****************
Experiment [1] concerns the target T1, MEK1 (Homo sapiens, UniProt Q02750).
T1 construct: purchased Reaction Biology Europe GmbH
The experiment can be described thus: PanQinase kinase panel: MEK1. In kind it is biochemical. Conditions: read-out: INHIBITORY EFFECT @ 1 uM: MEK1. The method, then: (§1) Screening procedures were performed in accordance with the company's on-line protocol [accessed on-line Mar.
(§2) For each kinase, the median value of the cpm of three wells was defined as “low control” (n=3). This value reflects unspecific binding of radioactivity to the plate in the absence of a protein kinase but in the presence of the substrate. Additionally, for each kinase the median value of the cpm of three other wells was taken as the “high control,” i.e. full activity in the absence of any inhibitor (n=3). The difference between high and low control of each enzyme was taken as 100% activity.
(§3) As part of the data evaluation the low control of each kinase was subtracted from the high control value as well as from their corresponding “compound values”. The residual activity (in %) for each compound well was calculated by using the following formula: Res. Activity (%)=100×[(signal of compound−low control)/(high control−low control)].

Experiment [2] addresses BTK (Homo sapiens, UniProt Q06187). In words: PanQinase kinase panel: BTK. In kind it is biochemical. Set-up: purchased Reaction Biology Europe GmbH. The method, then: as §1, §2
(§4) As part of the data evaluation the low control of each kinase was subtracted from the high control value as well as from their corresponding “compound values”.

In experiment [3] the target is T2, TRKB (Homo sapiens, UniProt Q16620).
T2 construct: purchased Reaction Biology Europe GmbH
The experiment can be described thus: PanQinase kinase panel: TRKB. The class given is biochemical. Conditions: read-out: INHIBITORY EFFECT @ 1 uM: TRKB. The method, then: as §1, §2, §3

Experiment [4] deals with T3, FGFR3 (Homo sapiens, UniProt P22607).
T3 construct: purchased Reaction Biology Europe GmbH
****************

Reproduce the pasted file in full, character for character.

Experiment [1] concerns the target T1, MEK1 (Homo sapiens, UniProt Q02750).
T1 construct: purchased Reaction Biology Europe GmbH
The experiment can be described thus: PanQinase kinase panel: MEK1. In kind it is biochemical. Conditions: read-out: INHIBITORY EFFECT @ 1 uM: MEK1. The method, then: (§1) Screening procedures were performed in accordance with the company's on-line protocol [accessed on-line Mar.
(§2) For each kinase, the median value of the cpm of three wells was defined as “low control” (n=3). This value reflects unspecific binding of radioactivity to the plate in the absence of a protein kinase but in the presence of the substrate. Additionally, for each kinase the median value of the cpm of three other wells was taken as the “high control,” i.e. full activity in the absence of any inhibitor (n=3). The difference between high and low control of each enzyme was taken as 100% activity.
(§3) As part of the data evaluation the low control of each kinase was subtracted from the high control value as well as from their corresponding “compound values”. The residual activity (in %) for each compound well was calculated by using the following formula: Res. Activity (%)=100×[(signal of compound−low control)/(high control−low control)].

Experiment [2] addresses BTK (Homo sapiens, UniProt Q06187). In words: PanQinase kinase panel: BTK. In kind it is biochemical. Set-up: purchased Reaction Biology Europe GmbH. The method, then: as §1, §2
(§4) As part of the data evaluation the low control of each kinase was subtracted from the high control value as well as from their corresponding “compound values”.

In experiment [3] the target is T2, TRKB (Homo sapiens, UniProt Q16620).
T2 construct: purchased Reaction Biology Europe GmbH
The experiment can be described thus: PanQinase kinase panel: TRKB. The class given is biochemical. Conditions: read-out: INHIBITORY EFFECT @ 1 uM: TRKB. The method, then: as §1, §2, §3

Experiment [4] deals with T3, FGFR3 (Homo sapiens, UniProt P22607).
T3 construct: purchased Reaction Biology Europe GmbH